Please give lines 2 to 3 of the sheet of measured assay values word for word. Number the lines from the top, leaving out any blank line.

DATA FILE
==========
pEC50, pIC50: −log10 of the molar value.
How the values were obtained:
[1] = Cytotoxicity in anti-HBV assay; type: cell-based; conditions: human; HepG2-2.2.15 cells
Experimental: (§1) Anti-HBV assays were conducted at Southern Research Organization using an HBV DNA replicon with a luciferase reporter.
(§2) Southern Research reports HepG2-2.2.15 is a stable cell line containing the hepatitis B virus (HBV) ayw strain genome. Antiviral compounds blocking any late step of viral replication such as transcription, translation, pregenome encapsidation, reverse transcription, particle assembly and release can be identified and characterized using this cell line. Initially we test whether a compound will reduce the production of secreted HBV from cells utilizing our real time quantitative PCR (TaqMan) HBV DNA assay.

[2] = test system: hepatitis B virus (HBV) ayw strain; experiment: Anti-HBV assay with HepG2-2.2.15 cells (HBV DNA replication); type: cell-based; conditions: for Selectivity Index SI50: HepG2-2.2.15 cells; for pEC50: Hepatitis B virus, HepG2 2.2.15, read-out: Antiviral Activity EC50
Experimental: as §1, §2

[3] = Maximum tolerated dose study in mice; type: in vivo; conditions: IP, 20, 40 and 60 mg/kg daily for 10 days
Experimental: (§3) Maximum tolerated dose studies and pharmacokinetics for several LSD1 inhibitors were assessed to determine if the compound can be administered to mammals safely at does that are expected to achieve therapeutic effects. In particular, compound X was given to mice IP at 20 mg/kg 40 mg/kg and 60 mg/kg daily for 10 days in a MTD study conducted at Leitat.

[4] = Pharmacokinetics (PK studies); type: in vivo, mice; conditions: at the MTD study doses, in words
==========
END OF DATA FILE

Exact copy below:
How the values were obtained:
[1] = Cytotoxicity in anti-HBV assay; type: cell-based; conditions: human; HepG2-2.2.15 cells